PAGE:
Cherokee Chief John Ross is one of the most well-known figures in American Indian history. It was during his tenure as leader of the Cherokee Nation that American Indians were forced from their homelands to settle in what is now present-day Oklahoma and the American West.
Steve Inskeep, the co-host of NPR’s Morning Edition, has written a book titled Jacksonland: President Andrew Jackson, Cherokee Chief John Ross, and a Great American Land Grab, which explores the seventh president’s role in the Trail of Tears, and how Ross fought against the president for more than two decades to preserve Cherokee land.
“This, to me, was one of the great undiscovered stories,” Inskeep said in a recent interview on Morning Edition. “The truth is that [Ross] and the rest of the Cherokees managed to hold out against pressure to give up their lands, using … the tools of an emerging democracy. They started their own newspaper – no Indian nation had ever done that before. There was Cherokee in the newspaper, there were also English articles in the newspaper, and they used it as a political tool, because the articles would effectively go viral, they’d be reprinted in other newspapers and spread across the United States, and get the Cherokee viewpoints out.”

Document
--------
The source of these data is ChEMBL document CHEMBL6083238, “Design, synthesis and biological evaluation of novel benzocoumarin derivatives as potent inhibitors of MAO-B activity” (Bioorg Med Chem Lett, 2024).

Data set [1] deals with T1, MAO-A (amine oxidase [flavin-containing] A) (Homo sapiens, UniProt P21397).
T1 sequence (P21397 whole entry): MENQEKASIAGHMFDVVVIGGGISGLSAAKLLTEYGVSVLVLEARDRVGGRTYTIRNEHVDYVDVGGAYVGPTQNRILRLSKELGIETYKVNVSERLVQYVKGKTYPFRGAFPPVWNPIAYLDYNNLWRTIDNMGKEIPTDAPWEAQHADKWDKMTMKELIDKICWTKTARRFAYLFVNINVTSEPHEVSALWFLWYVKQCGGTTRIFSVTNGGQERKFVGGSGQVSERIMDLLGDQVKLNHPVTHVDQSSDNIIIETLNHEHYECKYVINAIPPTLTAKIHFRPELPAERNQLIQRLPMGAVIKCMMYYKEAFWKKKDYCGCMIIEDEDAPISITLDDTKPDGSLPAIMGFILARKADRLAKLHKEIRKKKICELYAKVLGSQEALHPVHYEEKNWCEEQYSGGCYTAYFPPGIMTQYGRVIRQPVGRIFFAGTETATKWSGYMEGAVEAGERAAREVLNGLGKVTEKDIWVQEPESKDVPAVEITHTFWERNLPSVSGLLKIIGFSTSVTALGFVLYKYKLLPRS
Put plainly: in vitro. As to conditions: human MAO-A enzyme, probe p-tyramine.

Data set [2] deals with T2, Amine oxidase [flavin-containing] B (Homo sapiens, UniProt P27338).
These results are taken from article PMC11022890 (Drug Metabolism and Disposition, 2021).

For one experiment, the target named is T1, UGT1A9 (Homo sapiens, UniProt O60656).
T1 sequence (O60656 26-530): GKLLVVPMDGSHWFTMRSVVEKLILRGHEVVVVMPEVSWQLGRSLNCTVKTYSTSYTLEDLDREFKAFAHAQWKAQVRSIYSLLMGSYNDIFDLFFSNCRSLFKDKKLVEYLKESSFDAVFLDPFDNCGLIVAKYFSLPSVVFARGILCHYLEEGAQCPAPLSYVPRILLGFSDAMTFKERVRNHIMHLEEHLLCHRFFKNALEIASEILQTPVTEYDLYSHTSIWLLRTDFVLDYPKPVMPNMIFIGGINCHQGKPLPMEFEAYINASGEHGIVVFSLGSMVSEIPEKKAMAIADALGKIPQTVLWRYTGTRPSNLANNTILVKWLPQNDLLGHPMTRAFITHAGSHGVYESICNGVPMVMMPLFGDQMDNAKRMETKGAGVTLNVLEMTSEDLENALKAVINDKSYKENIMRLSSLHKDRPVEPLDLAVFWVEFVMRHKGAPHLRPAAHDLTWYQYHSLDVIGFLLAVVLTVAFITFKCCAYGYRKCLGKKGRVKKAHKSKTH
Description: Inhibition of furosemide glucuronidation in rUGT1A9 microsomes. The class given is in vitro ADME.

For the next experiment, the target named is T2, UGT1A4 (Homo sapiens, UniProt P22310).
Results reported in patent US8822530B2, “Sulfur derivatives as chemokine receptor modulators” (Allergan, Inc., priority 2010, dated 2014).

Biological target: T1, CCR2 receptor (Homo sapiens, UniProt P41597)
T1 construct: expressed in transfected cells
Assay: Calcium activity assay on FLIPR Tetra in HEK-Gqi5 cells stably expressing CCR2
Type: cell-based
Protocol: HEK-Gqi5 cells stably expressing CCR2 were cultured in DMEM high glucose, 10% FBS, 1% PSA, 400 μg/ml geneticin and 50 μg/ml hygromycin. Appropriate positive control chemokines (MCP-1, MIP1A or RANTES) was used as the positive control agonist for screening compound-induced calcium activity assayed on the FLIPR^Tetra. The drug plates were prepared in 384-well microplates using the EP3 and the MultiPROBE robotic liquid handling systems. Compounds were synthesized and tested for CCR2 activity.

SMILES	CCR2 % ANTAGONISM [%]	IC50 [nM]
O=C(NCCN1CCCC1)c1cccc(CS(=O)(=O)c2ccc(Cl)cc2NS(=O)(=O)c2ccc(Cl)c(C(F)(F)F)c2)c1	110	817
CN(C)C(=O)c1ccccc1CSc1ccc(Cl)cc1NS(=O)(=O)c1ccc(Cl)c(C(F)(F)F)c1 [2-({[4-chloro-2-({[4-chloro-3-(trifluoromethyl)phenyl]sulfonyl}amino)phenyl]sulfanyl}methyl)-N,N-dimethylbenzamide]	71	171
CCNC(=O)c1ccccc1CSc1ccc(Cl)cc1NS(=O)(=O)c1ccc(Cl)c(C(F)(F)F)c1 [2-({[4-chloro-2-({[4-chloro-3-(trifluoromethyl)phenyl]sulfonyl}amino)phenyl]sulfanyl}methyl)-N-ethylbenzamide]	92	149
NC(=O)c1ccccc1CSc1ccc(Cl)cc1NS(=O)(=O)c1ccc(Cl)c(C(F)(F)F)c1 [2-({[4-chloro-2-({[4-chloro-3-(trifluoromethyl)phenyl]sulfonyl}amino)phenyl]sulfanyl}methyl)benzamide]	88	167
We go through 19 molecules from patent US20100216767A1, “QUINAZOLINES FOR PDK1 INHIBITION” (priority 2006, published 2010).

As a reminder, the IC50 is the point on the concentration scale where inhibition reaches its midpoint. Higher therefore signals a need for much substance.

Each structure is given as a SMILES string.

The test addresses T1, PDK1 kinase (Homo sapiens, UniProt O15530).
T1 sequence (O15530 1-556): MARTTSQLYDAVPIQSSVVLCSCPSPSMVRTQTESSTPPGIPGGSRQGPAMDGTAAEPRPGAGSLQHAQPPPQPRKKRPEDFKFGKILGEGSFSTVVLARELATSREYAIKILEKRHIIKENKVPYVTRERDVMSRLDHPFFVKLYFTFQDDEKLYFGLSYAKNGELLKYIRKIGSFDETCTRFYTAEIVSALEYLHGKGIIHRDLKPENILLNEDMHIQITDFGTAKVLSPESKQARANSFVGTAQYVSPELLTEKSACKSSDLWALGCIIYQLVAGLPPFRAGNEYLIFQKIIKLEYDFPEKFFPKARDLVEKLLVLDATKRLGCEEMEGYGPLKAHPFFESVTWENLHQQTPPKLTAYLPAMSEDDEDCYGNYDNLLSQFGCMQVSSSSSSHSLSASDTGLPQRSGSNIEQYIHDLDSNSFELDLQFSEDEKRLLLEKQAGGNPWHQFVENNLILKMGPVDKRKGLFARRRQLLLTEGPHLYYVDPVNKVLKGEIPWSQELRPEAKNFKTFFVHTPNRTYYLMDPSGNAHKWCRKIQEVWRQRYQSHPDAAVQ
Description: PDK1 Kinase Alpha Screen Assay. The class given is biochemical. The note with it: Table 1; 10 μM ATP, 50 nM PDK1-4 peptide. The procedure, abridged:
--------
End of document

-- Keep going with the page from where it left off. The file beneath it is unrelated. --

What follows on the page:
It was a battle that the Cherokees and other tribes ultimately lost. The Indian Removal Act, passed in 1830, was eventually used to force tribes from their lands and into the West. Ross and his tribe settled in what is now northeast Oklahoma, with tribal headquarters in Tahlequah.